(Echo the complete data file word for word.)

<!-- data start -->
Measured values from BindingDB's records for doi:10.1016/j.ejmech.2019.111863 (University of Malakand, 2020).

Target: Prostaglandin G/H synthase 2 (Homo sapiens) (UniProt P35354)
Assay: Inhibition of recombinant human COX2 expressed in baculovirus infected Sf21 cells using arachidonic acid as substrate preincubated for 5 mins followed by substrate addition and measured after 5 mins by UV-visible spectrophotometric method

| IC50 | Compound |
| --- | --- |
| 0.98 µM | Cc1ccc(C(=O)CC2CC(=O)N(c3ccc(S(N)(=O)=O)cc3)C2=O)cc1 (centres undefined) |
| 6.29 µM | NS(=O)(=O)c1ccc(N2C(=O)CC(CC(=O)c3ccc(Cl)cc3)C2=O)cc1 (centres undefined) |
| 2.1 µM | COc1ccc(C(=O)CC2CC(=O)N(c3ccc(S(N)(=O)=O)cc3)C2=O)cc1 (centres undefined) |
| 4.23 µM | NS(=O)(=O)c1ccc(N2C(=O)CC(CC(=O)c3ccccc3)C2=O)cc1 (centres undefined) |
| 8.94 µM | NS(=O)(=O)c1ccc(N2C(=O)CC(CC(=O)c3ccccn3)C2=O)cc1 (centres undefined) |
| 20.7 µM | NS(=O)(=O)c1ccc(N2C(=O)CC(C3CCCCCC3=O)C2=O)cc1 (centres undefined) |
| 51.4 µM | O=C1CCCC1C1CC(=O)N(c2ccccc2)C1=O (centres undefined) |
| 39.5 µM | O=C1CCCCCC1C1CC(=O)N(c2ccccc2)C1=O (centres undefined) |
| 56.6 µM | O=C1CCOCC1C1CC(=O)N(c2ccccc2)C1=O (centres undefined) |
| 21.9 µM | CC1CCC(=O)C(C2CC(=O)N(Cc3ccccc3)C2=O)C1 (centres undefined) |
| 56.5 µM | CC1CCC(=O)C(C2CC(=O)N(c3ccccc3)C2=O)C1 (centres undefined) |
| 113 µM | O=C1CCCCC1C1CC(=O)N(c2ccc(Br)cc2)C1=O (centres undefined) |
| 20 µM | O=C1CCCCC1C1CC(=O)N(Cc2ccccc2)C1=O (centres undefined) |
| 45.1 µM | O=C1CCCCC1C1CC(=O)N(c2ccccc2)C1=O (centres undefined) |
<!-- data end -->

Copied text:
Measured values from BindingDB's records for doi:10.1016/j.ejmech.2019.111863 (University of Malakand, 2020).

Target: Prostaglandin G/H synthase 2 (Homo sapiens) (UniProt P35354)
Assay: Inhibition of recombinant human COX2 expressed in baculovirus infected Sf21 cells using arachidonic acid as substrate preincubated for 5 mins followed by substrate addition and measured after 5 mins by UV-visible spectrophotometric method

| IC50 | Compound |
| --- | --- |
| 0.98 µM | Cc1ccc(C(=O)CC2CC(=O)N(c3ccc(S(N)(=O)=O)cc3)C2=O)cc1 (centres undefined) |
| 6.29 µM | NS(=O)(=O)c1ccc(N2C(=O)CC(CC(=O)c3ccc(Cl)cc3)C2=O)cc1 (centres undefined) |
| 2.1 µM | COc1ccc(C(=O)CC2CC(=O)N(c3ccc(S(N)(=O)=O)cc3)C2=O)cc1 (centres undefined) |
| 4.23 µM | NS(=O)(=O)c1ccc(N2C(=O)CC(CC(=O)c3ccccc3)C2=O)cc1 (centres undefined) |
| 8.94 µM | NS(=O)(=O)c1ccc(N2C(=O)CC(CC(=O)c3ccccn3)C2=O)cc1 (centres undefined) |
| 20.7 µM | NS(=O)(=O)c1ccc(N2C(=O)CC(C3CCCCCC3=O)C2=O)cc1 (centres undefined) |
| 51.4 µM | O=C1CCCC1C1CC(=O)N(c2ccccc2)C1=O (centres undefined) |
| 39.5 µM | O=C1CCCCCC1C1CC(=O)N(c2ccccc2)C1=O (centres undefined) |
| 56.6 µM | O=C1CCOCC1C1CC(=O)N(c2ccccc2)C1=O (centres undefined) |
| 21.9 µM | CC1CCC(=O)C(C2CC(=O)N(Cc3ccccc3)C2=O)C1 (centres undefined) |
| 56.5 µM | CC1CCC(=O)C(C2CC(=O)N(c3ccccc3)C2=O)C1 (centres undefined) |
| 113 µM | O=C1CCCCC1C1CC(=O)N(c2ccc(Br)cc2)C1=O (centres undefined) |
| 20 µM | O=C1CCCCC1C1CC(=O)N(Cc2ccccc2)C1=O (centres undefined) |
| 45.1 µM | O=C1CCCCC1C1CC(=O)N(c2ccccc2)C1=O (centres undefined) |